Wednesday, April 11, 2012

Southeast Namibia: Gabis

The following are images from the my exploration of southeast Namibia last year.

After leaving Karasburg we headed South again and after about 20km came upon the Catholic Mission at Gabis - there is no 'town' here, only the Mission buildings and a few dozen homes scattered around the area.

This remote Mission is situated on the usually dry Hom River.

I couldn't find much info on Gabis on-line but according to The Oblate Sisters of St Francis de Sales it appears that it was once a farm and the Mission itself was established in 1907, a year after the Nama - German war ended.

In 1904 the Herero and Nama people went to war against German Colonial occupation - this war resulted in the first Genocide of the 20th century, when the Herero and Nama people were virtually exterminated.

Another source states that "On June, 21th 1906, Gabis, west of Warmbad, is attacked by !Gami-#nun Leader Johannes Christian"

Close to the Mission, besides a long-dead tree, are the graves of two German soldiers who fell during this attack.

Born in the same year, they died on the same day, far from home.

A 'shrine' to the Virgin Mary - a distinctly Roman Catholic symbol - outside the old Farmhouse which, it appears, has now been converted into a Guest-house.

A grave marker in the small cemetery close to the Mission.

Another grave in the cemetery, the marker cut out of sheet-metal shaped like a map of Namibia and painted in the colours of the Namibian Flag.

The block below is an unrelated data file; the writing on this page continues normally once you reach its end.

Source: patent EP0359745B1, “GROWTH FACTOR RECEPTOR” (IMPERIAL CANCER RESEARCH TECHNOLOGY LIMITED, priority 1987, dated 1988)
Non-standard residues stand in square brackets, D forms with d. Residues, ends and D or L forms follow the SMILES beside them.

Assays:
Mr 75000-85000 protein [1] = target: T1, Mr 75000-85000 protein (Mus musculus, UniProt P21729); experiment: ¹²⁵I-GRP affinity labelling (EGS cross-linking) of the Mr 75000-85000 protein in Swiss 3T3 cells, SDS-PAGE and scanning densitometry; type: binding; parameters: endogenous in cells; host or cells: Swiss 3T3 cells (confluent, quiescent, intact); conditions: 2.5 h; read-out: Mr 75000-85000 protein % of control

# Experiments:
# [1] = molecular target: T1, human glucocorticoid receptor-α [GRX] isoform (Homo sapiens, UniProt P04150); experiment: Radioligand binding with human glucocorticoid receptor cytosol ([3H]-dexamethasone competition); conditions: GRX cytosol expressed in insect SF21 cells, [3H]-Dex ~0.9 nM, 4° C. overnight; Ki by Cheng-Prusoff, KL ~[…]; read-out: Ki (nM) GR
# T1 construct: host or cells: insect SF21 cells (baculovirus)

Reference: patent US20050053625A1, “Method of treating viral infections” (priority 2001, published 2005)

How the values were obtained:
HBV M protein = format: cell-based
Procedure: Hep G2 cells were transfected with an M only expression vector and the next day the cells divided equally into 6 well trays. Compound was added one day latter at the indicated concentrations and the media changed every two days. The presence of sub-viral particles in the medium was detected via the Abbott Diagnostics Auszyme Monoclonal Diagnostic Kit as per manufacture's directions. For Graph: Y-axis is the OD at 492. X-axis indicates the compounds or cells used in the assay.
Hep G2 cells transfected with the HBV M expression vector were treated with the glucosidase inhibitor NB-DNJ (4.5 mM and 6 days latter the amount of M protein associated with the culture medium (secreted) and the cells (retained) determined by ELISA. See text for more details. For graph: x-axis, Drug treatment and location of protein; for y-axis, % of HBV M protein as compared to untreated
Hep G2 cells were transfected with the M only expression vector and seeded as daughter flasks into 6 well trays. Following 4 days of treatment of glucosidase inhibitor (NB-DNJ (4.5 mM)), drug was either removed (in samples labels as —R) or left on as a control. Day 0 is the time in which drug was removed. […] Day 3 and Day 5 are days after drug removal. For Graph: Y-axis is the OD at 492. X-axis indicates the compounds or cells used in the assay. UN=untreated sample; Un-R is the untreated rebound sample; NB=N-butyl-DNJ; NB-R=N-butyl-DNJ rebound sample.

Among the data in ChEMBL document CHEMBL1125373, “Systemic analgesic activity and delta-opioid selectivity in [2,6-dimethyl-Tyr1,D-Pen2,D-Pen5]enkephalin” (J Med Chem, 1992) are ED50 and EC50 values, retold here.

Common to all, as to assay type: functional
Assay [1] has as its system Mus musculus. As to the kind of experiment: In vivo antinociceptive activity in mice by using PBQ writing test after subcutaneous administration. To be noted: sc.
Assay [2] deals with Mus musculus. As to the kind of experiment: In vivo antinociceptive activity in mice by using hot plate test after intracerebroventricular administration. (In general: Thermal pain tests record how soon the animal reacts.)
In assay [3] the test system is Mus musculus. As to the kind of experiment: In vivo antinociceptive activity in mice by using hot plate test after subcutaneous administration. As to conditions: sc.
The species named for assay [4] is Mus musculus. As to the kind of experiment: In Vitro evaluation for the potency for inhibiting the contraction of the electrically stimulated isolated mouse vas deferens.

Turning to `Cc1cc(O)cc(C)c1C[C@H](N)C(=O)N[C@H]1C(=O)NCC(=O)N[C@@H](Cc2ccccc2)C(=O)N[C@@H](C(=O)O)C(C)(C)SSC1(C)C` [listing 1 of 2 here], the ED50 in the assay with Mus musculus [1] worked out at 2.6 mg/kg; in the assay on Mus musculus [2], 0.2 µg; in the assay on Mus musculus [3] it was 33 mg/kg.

At the Mission a group of kids came running up to the car and started fooling around for the camera - unfortunately all these pics were under-exposed.

The kids said that they were part of the soccer team, hence the matching t-shirts.

We drove about 16 km along the gravel track running parallel to the Hom river.

There were a number of homesteads along the river and what struck me most was the absence of litter.

The occupants are obviously dirt-poor but take pride in their homes - a stark contrast to the rubbish which surrounds many settlements in Namibia.

Home Sweet Home.

A rickety shelter in the middle of nowhere - what I couldn't understand is why the owner built it out in the open, under the blazing sun, when there were ample large shady trees around, closer to the river.

It's scenes like this that cause me to question my perceptions of reality - two kids, also in the middle of nowhere, happily driving their home-made cars.

Would these kids be Happier lolling in front of a computer, surfing the Net? - my guess is that they aren't even aware of the existence of the WWW.

I understand that information is access to knowledge and personal liberation but, on the other hand, to take this lifestyle away from these kids and immerse them in technology seems somehow obscene.

Does Knowledge bring happiness?

It also makes me think that wealth does not equal happiness and poverty does not equal misery.


Related Posts:
Southeast Namibia: Warmbad Pt 1
Southeast Namibia: Warmbad Pt 2
Southeast Namibia: Karasburg & More Poverty



  1. Where on earth do the people from the mission go shopping, I guess that they must do this from time to time. The dry river bed looks like it might be a good idea, the mission is not very high!
    The small cemetery looks quite forlorn, but the Namibian flag/map is very unusual.
    I often wonder how I survived without my computer but survive I did. Things took a little longer but I think I was much happier in many ways!! Instant contact is not always a good idea and I love my privacy. Diane

    1. Hehehe Diane - I'm a bit of a recluse myself ...

      Yeah, I guess some of the people are able to travel the 20km to Karasburg for supplies - Donkey-carts are a popular form of transportation ...